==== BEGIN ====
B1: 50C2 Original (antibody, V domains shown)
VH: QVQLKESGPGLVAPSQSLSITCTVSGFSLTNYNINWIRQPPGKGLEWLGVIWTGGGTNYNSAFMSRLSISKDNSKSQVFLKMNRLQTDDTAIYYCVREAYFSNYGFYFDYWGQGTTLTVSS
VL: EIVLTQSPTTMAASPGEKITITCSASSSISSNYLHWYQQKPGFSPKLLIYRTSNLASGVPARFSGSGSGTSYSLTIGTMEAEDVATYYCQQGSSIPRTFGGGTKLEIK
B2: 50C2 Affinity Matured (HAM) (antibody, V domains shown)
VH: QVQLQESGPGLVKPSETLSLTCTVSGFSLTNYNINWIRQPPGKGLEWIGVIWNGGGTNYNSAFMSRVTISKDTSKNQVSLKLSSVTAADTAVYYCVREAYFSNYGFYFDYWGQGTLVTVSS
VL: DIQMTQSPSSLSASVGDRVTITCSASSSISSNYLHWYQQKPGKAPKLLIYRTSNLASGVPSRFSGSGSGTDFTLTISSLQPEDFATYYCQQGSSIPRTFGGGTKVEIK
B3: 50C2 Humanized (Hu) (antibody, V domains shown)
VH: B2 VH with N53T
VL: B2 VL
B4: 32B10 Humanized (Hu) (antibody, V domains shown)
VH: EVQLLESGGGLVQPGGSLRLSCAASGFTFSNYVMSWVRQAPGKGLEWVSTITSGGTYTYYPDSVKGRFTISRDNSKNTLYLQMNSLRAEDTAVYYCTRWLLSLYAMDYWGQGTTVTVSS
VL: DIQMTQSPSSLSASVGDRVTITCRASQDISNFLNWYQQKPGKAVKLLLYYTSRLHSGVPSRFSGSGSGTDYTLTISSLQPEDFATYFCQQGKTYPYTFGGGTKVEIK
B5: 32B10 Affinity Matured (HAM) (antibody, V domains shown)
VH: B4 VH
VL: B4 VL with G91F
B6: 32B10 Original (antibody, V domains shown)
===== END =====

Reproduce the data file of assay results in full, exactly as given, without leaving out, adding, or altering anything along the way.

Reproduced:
B1: 50C2 Original (antibody, V domains shown)
VH: QVQLKESGPGLVAPSQSLSITCTVSGFSLTNYNINWIRQPPGKGLEWLGVIWTGGGTNYNSAFMSRLSISKDNSKSQVFLKMNRLQTDDTAIYYCVREAYFSNYGFYFDYWGQGTTLTVSS
VL: EIVLTQSPTTMAASPGEKITITCSASSSISSNYLHWYQQKPGFSPKLLIYRTSNLASGVPARFSGSGSGTSYSLTIGTMEAEDVATYYCQQGSSIPRTFGGGTKLEIK
B2: 50C2 Affinity Matured (HAM) (antibody, V domains shown)
VH: QVQLQESGPGLVKPSETLSLTCTVSGFSLTNYNINWIRQPPGKGLEWIGVIWNGGGTNYNSAFMSRVTISKDTSKNQVSLKLSSVTAADTAVYYCVREAYFSNYGFYFDYWGQGTLVTVSS
VL: DIQMTQSPSSLSASVGDRVTITCSASSSISSNYLHWYQQKPGKAPKLLIYRTSNLASGVPSRFSGSGSGTDFTLTISSLQPEDFATYYCQQGSSIPRTFGGGTKVEIK
B3: 50C2 Humanized (Hu) (antibody, V domains shown)
VH: B2 VH with N53T
VL: B2 VL
B4: 32B10 Humanized (Hu) (antibody, V domains shown)
VH: EVQLLESGGGLVQPGGSLRLSCAASGFTFSNYVMSWVRQAPGKGLEWVSTITSGGTYTYYPDSVKGRFTISRDNSKNTLYLQMNSLRAEDTAVYYCTRWLLSLYAMDYWGQGTTVTVSS
VL: DIQMTQSPSSLSASVGDRVTITCRASQDISNFLNWYQQKPGKAVKLLLYYTSRLHSGVPSRFSGSGSGTDYTLTISSLQPEDFATYFCQQGKTYPYTFGGGTKVEIK
B5: 32B10 Affinity Matured (HAM) (antibody, V domains shown)
VH: B4 VH
VL: B4 VL with G91F
B6: 32B10 Original (antibody, V domains shown)